I bet most people will be shocked to hear that life insurance has been around since the days of ancient Rome. The origins and the concept of life insurance can be traced back to a Roman military leader by the name of Caius Marius. He created what he referred to as a “burial club” for his troops. The idea was if one of the other club members or troops in the club died the remaining members would all pitch in and pay the funeral expenses ensuring a proper burial, and not some junky pine box with the name sprayed painted on it. The reason Caius felt it was important to have a proper burial was because the Romans believed that anyone who was improperly buried would live a very unhappy after life as a ghost.
These clubs were heavily adopted by government and military members because of their belief that a proper burial was essential to everyone in government and the military no matter what your social class. As these clubs evolved, they would later begin providing funds to the survivors of the deceased as well.
Now the fad of these “life insurance” clubs died out after a while, but after the Roman Empire fell in 450 A.D., ship captains, ship owners and merchants began gathering at Edward Lloyd’s Coffee House in London for coffee and chit chat. This became a very popular gathering place for shipping industry gossip, and eventually marine insurance began being offered at the shop for boats and equipment. It was at Edward Lloyd’s Coffee House in London that the idea of the modern insurance company was born.
It was a group of underwriters in 1769 that started a new Lloyd’s Coffee House, which eventually became what we know now as Lloyd’s of London.
The first insurance company in America was formed in 1735 and only offered insurance to protect against fire at first. The company was based in Charleston, S.C., and it wasn’t until 1760 that they added life insurance to their portfolio after hearing about it overseas. In 1752, Benjamin Franklin helped form a mutual insurance company called the Philadelphia Contributionship, which is still the nation’s oldest insurance company in operation.
Insurance companies continued to develop over the next 60 years, but it was the financial crisis in the late 1830s that started the shift towards mutualizing life insurance companies, which means that the money in the pool is accessible and sharable amongst the policy holders. Before that, the insurance companies were strictly a cash holding spot only to be paid upon death. For the next 10 or so years, only one life insurance company raised capital on a stock basis. During this same 10 or so years, almost 20 mutual companies were started which didn’t require much capital initially.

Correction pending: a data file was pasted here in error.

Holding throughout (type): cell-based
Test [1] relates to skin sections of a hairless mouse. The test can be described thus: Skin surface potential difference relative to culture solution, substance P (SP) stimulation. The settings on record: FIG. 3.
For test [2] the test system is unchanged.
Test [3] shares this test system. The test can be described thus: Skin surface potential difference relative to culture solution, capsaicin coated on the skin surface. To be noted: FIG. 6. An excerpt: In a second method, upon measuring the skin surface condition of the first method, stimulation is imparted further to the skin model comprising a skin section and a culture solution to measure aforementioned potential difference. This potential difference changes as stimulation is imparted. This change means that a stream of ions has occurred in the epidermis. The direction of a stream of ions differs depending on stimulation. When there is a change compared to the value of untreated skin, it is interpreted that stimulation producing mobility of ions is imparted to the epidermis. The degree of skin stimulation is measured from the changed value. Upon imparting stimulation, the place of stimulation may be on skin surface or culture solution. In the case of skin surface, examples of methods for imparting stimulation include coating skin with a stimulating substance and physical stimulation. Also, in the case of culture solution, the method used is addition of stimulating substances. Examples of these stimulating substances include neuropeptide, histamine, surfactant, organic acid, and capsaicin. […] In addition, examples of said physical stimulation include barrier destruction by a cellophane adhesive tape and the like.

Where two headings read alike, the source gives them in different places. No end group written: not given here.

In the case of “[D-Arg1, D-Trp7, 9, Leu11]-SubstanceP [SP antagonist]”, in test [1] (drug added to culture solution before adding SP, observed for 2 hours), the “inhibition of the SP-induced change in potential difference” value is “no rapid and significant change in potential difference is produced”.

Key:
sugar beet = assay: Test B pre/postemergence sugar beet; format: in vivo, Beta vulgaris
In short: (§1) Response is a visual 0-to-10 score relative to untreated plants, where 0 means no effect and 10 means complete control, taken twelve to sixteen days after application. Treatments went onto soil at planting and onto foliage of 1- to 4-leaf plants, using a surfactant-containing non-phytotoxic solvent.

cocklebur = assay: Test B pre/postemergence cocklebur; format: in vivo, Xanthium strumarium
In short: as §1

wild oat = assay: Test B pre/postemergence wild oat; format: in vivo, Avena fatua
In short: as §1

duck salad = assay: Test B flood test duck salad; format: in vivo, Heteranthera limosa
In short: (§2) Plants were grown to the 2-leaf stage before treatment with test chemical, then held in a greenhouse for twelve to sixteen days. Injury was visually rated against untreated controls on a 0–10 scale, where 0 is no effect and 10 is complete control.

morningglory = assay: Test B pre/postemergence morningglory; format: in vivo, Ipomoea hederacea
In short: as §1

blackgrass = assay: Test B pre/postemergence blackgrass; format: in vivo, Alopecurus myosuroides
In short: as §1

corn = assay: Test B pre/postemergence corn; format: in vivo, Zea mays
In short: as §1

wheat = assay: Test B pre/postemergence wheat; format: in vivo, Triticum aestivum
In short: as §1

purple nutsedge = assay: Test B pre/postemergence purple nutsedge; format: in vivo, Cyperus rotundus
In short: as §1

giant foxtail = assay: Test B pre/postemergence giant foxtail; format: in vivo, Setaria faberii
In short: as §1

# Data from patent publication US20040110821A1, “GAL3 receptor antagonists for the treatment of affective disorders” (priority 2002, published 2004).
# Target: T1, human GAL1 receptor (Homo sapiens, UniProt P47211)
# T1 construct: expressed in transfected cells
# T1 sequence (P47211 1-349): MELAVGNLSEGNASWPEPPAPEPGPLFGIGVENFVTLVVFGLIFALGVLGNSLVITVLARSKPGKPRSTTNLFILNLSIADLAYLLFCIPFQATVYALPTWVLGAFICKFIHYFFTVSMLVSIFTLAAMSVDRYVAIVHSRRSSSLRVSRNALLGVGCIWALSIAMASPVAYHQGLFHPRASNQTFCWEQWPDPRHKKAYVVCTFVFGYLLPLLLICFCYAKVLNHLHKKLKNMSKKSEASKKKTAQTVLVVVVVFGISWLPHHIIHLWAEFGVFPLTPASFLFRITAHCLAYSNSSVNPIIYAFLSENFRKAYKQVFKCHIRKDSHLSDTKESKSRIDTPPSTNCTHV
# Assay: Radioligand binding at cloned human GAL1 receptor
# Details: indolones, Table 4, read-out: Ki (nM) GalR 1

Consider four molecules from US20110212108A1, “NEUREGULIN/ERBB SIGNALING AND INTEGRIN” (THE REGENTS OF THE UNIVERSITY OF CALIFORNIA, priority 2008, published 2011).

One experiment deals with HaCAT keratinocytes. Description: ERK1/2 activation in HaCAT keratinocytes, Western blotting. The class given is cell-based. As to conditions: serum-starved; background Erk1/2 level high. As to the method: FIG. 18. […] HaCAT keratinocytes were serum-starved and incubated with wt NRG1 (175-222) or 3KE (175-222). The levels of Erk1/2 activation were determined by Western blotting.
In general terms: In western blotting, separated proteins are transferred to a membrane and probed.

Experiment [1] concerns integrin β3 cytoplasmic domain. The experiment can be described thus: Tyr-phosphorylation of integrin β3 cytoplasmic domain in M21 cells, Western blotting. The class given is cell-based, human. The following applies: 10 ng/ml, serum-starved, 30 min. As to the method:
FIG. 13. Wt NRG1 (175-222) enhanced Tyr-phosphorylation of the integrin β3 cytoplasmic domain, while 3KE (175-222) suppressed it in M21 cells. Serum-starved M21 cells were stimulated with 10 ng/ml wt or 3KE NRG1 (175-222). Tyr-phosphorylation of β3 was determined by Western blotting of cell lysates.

Originally, preachers had given life insurance a bad name by referring to it as “gambling” with your life, and deterred people from buying it. It was the migration towards mutual companies, some legal changes allowing women to purchase life insurance, and a consumer mindset change that finally helped shift the population away from the negativity. This loosening of the social image of life insurance is really what created a surge for life insurance companies, but it was still only being offered to upper class people. Some of the most well-known life insurance companies today were born during this time too, like John Hancock and Metlife.
It wasn’t until around 1875 that life insurance was offered to the working class. It was in Newark, NJ that the Widows and Orphan’s Friendly Society was formed offering a simple burial product to the working class; however, no other fancy life insurance plans were available for them like those available for the wealthy folks in town. But again, it was the first time the working class was able to purchase any sort of life insurance. The Widows and Orphan’s Friendly Society later became the insurance company that we now know as Prudential, who is still an industry leader in life insurance sales.
Life insurance sales continued to rise at a steady pace from then on, and after World War I the sales increased at a dramatic rate like no one had ever seen before. By the time the great depression hit, there were so many life insurance policies sold that the policy count was equal to that of every man, woman and child in the U.S. By the time the economic boom hit America following World War II in the late 1940s, more than 90 percent of all married couples had some form of life insurance.
Sadly, in recent years the life insurance policy count has dropped significantly. LIMRA studies show that only 44% of U.S. households have life insurance in place putting the country at a 50 year low in terms of policy ownership. With the advancements in technology and the use of computers, smartphones and tablets, the population is in dire need of a place to accommodate the new way of researching and buying life insurance. There are more insurance companies trying to move into the 21st century with their product, but too many are slow to improve. Private companies like Quotacy.com are taking the steps to offer life insurance information and products to the new age consumer hoping to give more people the tools and information they need to make the right choice. No one ever anticipates needing to use life insurance, but the unexpected happens. Be prepared and get a free and anonymous term life insurance quote today.
Photo credits to S3ISOR